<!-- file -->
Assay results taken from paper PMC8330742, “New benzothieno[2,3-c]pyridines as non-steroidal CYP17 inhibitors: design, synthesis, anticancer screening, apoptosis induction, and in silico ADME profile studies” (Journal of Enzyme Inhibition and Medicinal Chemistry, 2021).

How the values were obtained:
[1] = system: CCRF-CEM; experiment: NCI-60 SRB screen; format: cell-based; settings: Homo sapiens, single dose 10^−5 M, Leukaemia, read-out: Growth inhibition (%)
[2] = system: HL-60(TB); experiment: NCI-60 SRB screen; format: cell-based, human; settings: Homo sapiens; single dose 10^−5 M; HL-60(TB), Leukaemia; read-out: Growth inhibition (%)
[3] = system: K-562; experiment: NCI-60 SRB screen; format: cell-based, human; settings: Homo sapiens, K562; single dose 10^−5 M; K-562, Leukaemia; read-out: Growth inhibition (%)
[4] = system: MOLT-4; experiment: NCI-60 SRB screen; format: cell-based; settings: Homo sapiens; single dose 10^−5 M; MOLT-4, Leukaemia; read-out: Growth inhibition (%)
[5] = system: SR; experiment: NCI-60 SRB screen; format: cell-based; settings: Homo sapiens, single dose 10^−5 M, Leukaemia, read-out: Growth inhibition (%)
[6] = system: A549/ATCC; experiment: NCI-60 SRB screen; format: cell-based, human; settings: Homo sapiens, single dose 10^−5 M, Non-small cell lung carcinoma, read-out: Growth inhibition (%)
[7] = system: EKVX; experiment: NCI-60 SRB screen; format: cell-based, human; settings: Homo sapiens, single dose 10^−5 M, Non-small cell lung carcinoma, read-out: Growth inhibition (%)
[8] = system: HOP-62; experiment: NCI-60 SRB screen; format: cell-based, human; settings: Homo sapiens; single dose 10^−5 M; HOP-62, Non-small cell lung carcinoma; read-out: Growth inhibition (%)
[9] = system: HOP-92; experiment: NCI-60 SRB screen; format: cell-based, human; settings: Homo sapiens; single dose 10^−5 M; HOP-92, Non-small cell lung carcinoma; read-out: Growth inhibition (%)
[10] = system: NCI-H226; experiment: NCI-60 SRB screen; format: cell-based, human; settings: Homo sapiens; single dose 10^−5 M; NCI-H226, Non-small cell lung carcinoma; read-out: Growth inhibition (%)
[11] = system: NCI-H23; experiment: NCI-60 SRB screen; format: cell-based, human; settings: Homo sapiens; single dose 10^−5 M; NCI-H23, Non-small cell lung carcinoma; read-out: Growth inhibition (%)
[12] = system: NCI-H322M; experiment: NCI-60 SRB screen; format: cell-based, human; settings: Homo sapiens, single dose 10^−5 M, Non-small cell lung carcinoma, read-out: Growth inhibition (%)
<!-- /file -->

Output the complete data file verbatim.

Assay results taken from paper PMC8330742, “New benzothieno[2,3-c]pyridines as non-steroidal CYP17 inhibitors: design, synthesis, anticancer screening, apoptosis induction, and in silico ADME profile studies” (Journal of Enzyme Inhibition and Medicinal Chemistry, 2021).

How the values were obtained:
[1] = system: CCRF-CEM; experiment: NCI-60 SRB screen; format: cell-based; settings: Homo sapiens, single dose 10^−5 M, Leukaemia, read-out: Growth inhibition (%)
[2] = system: HL-60(TB); experiment: NCI-60 SRB screen; format: cell-based, human; settings: Homo sapiens; single dose 10^−5 M; HL-60(TB), Leukaemia; read-out: Growth inhibition (%)
[3] = system: K-562; experiment: NCI-60 SRB screen; format: cell-based, human; settings: Homo sapiens, K562; single dose 10^−5 M; K-562, Leukaemia; read-out: Growth inhibition (%)
[4] = system: MOLT-4; experiment: NCI-60 SRB screen; format: cell-based; settings: Homo sapiens; single dose 10^−5 M; MOLT-4, Leukaemia; read-out: Growth inhibition (%)
[5] = system: SR; experiment: NCI-60 SRB screen; format: cell-based; settings: Homo sapiens, single dose 10^−5 M, Leukaemia, read-out: Growth inhibition (%)
[6] = system: A549/ATCC; experiment: NCI-60 SRB screen; format: cell-based, human; settings: Homo sapiens, single dose 10^−5 M, Non-small cell lung carcinoma, read-out: Growth inhibition (%)
[7] = system: EKVX; experiment: NCI-60 SRB screen; format: cell-based, human; settings: Homo sapiens, single dose 10^−5 M, Non-small cell lung carcinoma, read-out: Growth inhibition (%)
[8] = system: HOP-62; experiment: NCI-60 SRB screen; format: cell-based, human; settings: Homo sapiens; single dose 10^−5 M; HOP-62, Non-small cell lung carcinoma; read-out: Growth inhibition (%)
[9] = system: HOP-92; experiment: NCI-60 SRB screen; format: cell-based, human; settings: Homo sapiens; single dose 10^−5 M; HOP-92, Non-small cell lung carcinoma; read-out: Growth inhibition (%)
[10] = system: NCI-H226; experiment: NCI-60 SRB screen; format: cell-based, human; settings: Homo sapiens; single dose 10^−5 M; NCI-H226, Non-small cell lung carcinoma; read-out: Growth inhibition (%)
[11] = system: NCI-H23; experiment: NCI-60 SRB screen; format: cell-based, human; settings: Homo sapiens; single dose 10^−5 M; NCI-H23, Non-small cell lung carcinoma; read-out: Growth inhibition (%)
[12] = system: NCI-H322M; experiment: NCI-60 SRB screen; format: cell-based, human; settings: Homo sapiens, single dose 10^−5 M, Non-small cell lung carcinoma, read-out: Growth inhibition (%)